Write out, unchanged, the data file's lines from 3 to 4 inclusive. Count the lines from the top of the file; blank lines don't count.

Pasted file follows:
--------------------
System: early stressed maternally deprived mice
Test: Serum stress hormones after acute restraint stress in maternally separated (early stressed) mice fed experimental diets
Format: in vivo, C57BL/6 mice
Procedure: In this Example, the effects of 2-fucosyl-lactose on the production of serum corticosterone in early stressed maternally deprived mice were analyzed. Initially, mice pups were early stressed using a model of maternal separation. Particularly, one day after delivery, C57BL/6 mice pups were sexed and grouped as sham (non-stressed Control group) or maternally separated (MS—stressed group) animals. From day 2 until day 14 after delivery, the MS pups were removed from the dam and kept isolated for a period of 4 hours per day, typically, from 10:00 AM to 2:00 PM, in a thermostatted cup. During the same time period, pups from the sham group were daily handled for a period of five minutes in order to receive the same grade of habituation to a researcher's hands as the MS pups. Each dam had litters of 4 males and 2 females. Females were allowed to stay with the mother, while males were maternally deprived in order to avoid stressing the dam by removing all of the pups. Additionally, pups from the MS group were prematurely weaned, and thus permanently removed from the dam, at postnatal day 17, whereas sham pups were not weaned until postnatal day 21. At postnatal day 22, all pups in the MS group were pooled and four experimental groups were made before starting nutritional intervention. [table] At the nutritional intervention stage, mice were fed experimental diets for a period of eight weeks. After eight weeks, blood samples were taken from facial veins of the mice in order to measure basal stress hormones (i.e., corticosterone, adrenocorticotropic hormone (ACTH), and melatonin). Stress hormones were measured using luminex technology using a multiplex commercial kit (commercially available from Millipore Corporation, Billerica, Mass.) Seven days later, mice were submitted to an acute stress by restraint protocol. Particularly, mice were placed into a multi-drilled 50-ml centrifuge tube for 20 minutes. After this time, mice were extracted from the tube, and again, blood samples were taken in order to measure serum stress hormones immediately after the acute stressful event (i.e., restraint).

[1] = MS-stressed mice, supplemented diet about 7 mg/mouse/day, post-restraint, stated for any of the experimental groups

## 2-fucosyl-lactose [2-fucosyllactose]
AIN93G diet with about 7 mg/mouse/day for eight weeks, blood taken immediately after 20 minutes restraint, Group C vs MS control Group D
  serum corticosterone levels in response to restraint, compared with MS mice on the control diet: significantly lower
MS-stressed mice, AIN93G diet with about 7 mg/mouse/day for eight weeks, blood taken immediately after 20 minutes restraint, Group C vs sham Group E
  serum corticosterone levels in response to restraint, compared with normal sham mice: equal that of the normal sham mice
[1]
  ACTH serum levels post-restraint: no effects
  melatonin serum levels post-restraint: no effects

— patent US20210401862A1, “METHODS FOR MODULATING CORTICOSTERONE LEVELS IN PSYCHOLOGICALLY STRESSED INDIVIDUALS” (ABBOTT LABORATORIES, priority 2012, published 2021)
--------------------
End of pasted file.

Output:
Format: in vivo, C57BL/6 mice
Procedure: In this Example, the effects of 2-fucosyl-lactose on the production of serum corticosterone in early stressed maternally deprived mice were analyzed. Initially, mice pups were early stressed using a model of maternal separation. Particularly, one day after delivery, C57BL/6 mice pups were sexed and grouped as sham (non-stressed Control group) or maternally separated (MS—stressed group) animals. From day 2 until day 14 after delivery, the MS pups were removed from the dam and kept isolated for a period of 4 hours per day, typically, from 10:00 AM to 2:00 PM, in a thermostatted cup. During the same time period, pups from the sham group were daily handled for a period of five minutes in order to receive the same grade of habituation to a researcher's hands as the MS pups. Each dam had litters of 4 males and 2 females. Females were allowed to stay with the mother, while males were maternally deprived in order to avoid stressing the dam by removing all of the pups. Additionally, pups from the MS group were prematurely weaned, and thus permanently removed from the dam, at postnatal day 17, whereas sham pups were not weaned until postnatal day 21. At postnatal day 22, all pups in the MS group were pooled and four experimental groups were made before starting nutritional intervention. [table] At the nutritional intervention stage, mice were fed experimental diets for a period of eight weeks. After eight weeks, blood samples were taken from facial veins of the mice in order to measure basal stress hormones (i.e., corticosterone, adrenocorticotropic hormone (ACTH), and melatonin). Stress hormones were measured using luminex technology using a multiplex commercial kit (commercially available from Millipore Corporation, Billerica, Mass.) Seven days later, mice were submitted to an acute stress by restraint protocol. Particularly, mice were placed into a multi-drilled 50-ml centrifuge tube for 20 minutes. After this time, mice were extracted from the tube, and again, blood samples were taken in order to measure serum stress hormones immediately after the acute stressful event (i.e., restraint).